In patients with severe vitamin B12 deficiency and associated clinical symptoms a daily dose of 1000 µg of vitamin B12 should be given intramuscularly for 7 days. This is followed by weekly injections for 6 weeks and monthly injections thereafter. In patients with milder forms of this deficiency, 100 to 1000 µg of vitamin B12 per month can be administered intramuscularly. The role of high-dose oral vitamin B12 supplements (1000 µg or 1 mg/day) in patients with mild vitamin B12 deficiency needs more clinical investigation.
Low serum folic acid levels8 have been found in 10% to 20% of older people. This problem is believed to be due to poor oral intake as well as poor absorption due to gastric atrophy. Folic acid is an essential cofactor in amino acid and nucleic acid metabolism. Folic acid depletion therefore must be recognized and treated. The vitamin B12 level should be determined before folic acid supplements are initiated because repletion doses of folic acid in the presence of vitamin B12 deficiency can precipitate neurologic damage due to vitamin B12 deficiency.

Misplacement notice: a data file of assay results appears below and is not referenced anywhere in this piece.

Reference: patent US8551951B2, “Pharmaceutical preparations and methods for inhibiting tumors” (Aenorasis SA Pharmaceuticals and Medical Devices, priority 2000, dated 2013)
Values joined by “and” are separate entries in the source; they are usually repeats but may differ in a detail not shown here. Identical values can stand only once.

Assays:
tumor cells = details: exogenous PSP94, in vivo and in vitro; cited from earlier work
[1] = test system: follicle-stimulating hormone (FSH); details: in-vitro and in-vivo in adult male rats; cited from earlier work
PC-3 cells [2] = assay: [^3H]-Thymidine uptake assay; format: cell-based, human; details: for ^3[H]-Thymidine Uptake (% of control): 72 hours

Obesity can be defined as a body weight greater than 130% of ideal, or a body mass index greater than 28 kg/m2. According to some surveys, up to 26% of white men and 37% of white women over the age of 65 are overweight. With advancing age, the waist-to-hip ratio increases (upper body obesity as opposed to lower body obesity). This increase has been associated with an increased risk for diabetes, hypertension, and coronary artery disease. Furthermore, in older people obesity is associated with a decline in functional status and an increased incidence of pressure sores and sleep apnea syndrome.